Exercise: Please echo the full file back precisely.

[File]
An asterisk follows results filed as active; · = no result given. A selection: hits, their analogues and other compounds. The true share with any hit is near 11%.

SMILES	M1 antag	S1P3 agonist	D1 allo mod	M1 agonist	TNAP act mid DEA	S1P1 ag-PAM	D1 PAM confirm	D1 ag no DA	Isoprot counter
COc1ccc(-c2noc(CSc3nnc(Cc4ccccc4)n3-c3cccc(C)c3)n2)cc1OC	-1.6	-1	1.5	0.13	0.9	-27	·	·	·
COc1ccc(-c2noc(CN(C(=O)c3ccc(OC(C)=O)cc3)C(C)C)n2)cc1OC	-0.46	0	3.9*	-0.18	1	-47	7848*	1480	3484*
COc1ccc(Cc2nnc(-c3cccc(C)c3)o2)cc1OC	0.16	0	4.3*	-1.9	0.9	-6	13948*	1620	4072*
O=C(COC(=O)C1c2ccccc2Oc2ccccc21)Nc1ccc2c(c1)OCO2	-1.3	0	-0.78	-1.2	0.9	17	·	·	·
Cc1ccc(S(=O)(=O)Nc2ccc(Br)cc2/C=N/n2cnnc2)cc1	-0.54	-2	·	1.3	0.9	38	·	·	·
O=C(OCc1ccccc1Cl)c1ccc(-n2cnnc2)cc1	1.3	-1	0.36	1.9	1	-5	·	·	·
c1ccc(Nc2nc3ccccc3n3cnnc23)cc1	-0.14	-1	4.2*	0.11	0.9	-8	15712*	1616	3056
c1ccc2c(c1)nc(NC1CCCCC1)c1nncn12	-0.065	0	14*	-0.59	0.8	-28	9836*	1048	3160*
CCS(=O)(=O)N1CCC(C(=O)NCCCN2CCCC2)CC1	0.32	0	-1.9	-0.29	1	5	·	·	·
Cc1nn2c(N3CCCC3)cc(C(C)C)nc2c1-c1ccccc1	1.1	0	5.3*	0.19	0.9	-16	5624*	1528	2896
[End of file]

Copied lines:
An asterisk follows results filed as active; · = no result given. A selection: hits, their analogues and other compounds. The true share with any hit is near 11%.

SMILES	M1 antag	S1P3 agonist	D1 allo mod	M1 agonist	TNAP act mid DEA	S1P1 ag-PAM	D1 PAM confirm	D1 ag no DA	Isoprot counter
COc1ccc(-c2noc(CSc3nnc(Cc4ccccc4)n3-c3cccc(C)c3)n2)cc1OC	-1.6	-1	1.5	0.13	0.9	-27	·	·	·
COc1ccc(-c2noc(CN(C(=O)c3ccc(OC(C)=O)cc3)C(C)C)n2)cc1OC	-0.46	0	3.9*	-0.18	1	-47	7848*	1480	3484*
COc1ccc(Cc2nnc(-c3cccc(C)c3)o2)cc1OC	0.16	0	4.3*	-1.9	0.9	-6	13948*	1620	4072*
O=C(COC(=O)C1c2ccccc2Oc2ccccc21)Nc1ccc2c(c1)OCO2	-1.3	0	-0.78	-1.2	0.9	17	·	·	·
Cc1ccc(S(=O)(=O)Nc2ccc(Br)cc2/C=N/n2cnnc2)cc1	-0.54	-2	·	1.3	0.9	38	·	·	·
O=C(OCc1ccccc1Cl)c1ccc(-n2cnnc2)cc1	1.3	-1	0.36	1.9	1	-5	·	·	·
c1ccc(Nc2nc3ccccc3n3cnnc23)cc1	-0.14	-1	4.2*	0.11	0.9	-8	15712*	1616	3056
c1ccc2c(c1)nc(NC1CCCCC1)c1nncn12	-0.065	0	14*	-0.59	0.8	-28	9836*	1048	3160*
CCS(=O)(=O)N1CCC(C(=O)NCCCN2CCCC2)CC1	0.32	0	-1.9	-0.29	1	5	·	·	·
Cc1nn2c(N3CCCC3)cc(C(C)C)nc2c1-c1ccccc1	1.1	0	5.3*	0.19	0.9	-16	5624*	1528	2896